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Planning for the future and adapting to climate change in Ethiopia – Lessons from ACCRA

ACCRA helps decision makers and planners to better prepare themselves for the future using the Flexible and Forward-Looking Decision Making (FFDM) approach in Ethiopia.
Planning for the future and adapting to climate change in Ethiopia - Lessons from ACCRA

Government officials and civil society members playing the ACCRA game in Gemechis Woreda, Ethiopia

Adaptation context

85% of Ethiopians are dependent on rain for their livelihoods, either as smallholder farmers or pastoralists, meaning that most of these 66 million people are highly vulnerable to the frequently occurring drought and floods that affect the country.

Although climate variability is not new to Ethiopia, ever-decreasing plot sizes and natural resource degradation have made livelihoods more tenuous. At the same time, communities report that in recent years, the weather has been more unpredictable and droughts more frequent. This has a particularly significant impact on women who travel ever-greater distances to collect water and firewood, as well as filling the gap left by failed agriculture with small scale trading activities.

Climate change is a key concern for the Government of Ethiopia. Meles Zenawi, the Prime Minister of Ethiopia has been vocal in calling for emissions cuts and adaptation finance in the international climate negotiations. In addition, domestically a number of social protection and disaster risk management programmes are underway, including the largest safety net in Africa – the Productive Safety Net Programme (PSNP). However, there is still much to be done – in particular identifying how best to support communities to adapt, and improving coordination between relevant stakeholders.

The ACCRA Approach – Flexible and Forward-Looking Decision Making

ACCRA uses a set of research and capacity building tools to promote pro-poor and participatory climate change adaptation (CCA) and disaster risk reduction (DRR) in planning processes. Through supporting the government and engaging local communities, ACCRA seeks to help woredas produce better plans in the face of future change and uncertainty. In turn, ACCRA supports the scaling up of its activities across the country and influence on national policy.

ACCRA’s earlier work showed that policymakers face difficult trade-offs in planning for a changing and uncertain future.Yet many development actors continue to plan forthe near-term, with little room for manoeuvre or contingency. ACCRA therefore chose to focus on one specific characteristic of adaptive capacity in order to help decision makers and planners to better prepare themselves for the future: Flexible and Forward-Looking Decision Making (FFDM).

In collaboration with the abaci Partnership and the Red Cross/Red Crescent Climate Centre, a game-enabled reflection approach was tailored for woreda- level planners and developed into a two- to three-day workshop. This was held in Gemechis woreda in West Hararghe zone of Oromia region. Key stakeholders in government and civil society were trained as facilitators. At the same time, ACCRA undertook research to evaluate the effectiveness of this approach in promoting FFDM with woreda and zonal development planners in Ethiopia.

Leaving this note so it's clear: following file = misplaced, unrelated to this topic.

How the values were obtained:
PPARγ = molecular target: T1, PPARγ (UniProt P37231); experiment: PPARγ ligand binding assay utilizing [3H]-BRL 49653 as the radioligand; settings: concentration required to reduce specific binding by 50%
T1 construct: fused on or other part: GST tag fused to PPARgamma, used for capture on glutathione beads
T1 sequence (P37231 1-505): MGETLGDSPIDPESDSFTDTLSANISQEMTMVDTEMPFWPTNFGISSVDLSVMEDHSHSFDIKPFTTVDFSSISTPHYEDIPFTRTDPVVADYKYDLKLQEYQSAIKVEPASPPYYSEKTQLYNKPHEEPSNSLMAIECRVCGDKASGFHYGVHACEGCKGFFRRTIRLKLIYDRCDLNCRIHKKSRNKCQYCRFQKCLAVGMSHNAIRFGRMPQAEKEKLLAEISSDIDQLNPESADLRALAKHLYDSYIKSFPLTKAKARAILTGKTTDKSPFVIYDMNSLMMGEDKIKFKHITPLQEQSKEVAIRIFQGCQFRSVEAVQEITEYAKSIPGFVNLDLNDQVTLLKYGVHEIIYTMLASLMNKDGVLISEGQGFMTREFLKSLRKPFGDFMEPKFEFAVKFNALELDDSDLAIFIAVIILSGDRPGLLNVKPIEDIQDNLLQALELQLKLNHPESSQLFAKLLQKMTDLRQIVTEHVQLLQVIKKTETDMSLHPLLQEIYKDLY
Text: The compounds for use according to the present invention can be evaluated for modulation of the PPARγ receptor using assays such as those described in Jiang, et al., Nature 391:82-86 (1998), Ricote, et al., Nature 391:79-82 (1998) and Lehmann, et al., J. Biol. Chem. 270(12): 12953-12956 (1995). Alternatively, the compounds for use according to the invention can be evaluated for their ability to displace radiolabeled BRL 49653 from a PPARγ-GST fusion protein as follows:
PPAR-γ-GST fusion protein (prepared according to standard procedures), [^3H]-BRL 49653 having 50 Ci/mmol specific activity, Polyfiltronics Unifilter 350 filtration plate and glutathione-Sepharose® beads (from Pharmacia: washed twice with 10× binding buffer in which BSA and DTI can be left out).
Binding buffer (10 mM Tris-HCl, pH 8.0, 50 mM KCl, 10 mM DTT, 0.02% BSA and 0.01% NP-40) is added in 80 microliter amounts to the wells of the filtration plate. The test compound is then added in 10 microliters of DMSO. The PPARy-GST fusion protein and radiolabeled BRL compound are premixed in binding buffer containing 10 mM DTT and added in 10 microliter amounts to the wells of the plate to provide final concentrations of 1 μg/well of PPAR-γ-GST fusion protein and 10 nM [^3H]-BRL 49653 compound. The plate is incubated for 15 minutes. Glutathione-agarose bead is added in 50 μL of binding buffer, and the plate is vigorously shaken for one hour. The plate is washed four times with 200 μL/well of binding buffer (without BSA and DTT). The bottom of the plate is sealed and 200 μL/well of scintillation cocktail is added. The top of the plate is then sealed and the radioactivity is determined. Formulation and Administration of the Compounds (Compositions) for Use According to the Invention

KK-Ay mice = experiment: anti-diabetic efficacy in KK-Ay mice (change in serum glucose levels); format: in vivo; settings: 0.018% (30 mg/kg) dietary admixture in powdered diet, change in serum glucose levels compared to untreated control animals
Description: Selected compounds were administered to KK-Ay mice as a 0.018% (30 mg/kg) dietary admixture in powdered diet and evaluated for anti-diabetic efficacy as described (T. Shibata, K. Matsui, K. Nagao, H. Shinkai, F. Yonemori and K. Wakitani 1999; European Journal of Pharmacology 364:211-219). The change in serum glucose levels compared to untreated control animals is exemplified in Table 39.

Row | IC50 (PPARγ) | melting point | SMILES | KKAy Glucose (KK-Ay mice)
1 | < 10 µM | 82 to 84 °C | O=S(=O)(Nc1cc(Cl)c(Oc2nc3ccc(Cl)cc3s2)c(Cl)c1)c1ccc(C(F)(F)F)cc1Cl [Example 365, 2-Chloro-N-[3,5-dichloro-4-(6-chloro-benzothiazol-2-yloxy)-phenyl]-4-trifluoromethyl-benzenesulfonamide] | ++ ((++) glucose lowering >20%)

Capacity building for development planning

ACCRA’s strong partnership with DRMFSS has meant that ACCRA’s participatory approach and evidence from pilot projects is being integrated into the roll-out of national disaster planning. These elements, as well as ACCRA’s Local Adaptive Capacity Framework have been integrated into woreda level DRR planning. This has included development of guidelines, Training of Trainers and support to woredas to develop woreda DRR and Contingency Plans. Through this work, ACCRA is ensuring national and local level planners take into account climate change and other future trends into DRR planning.

ACCRA is working with MoEF to support the capacity of woredas and regions to put national development plans into practice.The Climate Resilient Green Economy (CRGE) is Ethiopia’s development vision to gain middle-income status by 2025 through climate resilient green growth. ACCRA is assisting with the design of woreda level CRGE investment plans. The accompanying investment planning manual is being piloted to test the approach. ACCRA seeks to bring input from the local level into regional and national level planning and implementation of CRGE.

ACCRA is also proactively engaging key government and civil society actors to see benefits of linking DRR and CCA.Using a unique gradual training approach, over six months stakeholders are being trained and coached on how to mainstream DRR and CCA into processes, policy, programmes and practice.

Lessons learned from ACCRA research and capacity building

Below are some of our key findings from 4 years of research and capacity building in Ethiopia:

Local and national plans are focused on the near-term. They often fail to take a long-term perspective and recognise future change and uncertainty.Decision making, even under normal circumstances is a tough task. Add climate change-related uncertainties to it and it becomes even harder. Therefore, district-level decision makers need tools that help them deal with complexity in a flexible manner and allow them to consider potential future threats – climate-related and otherwise.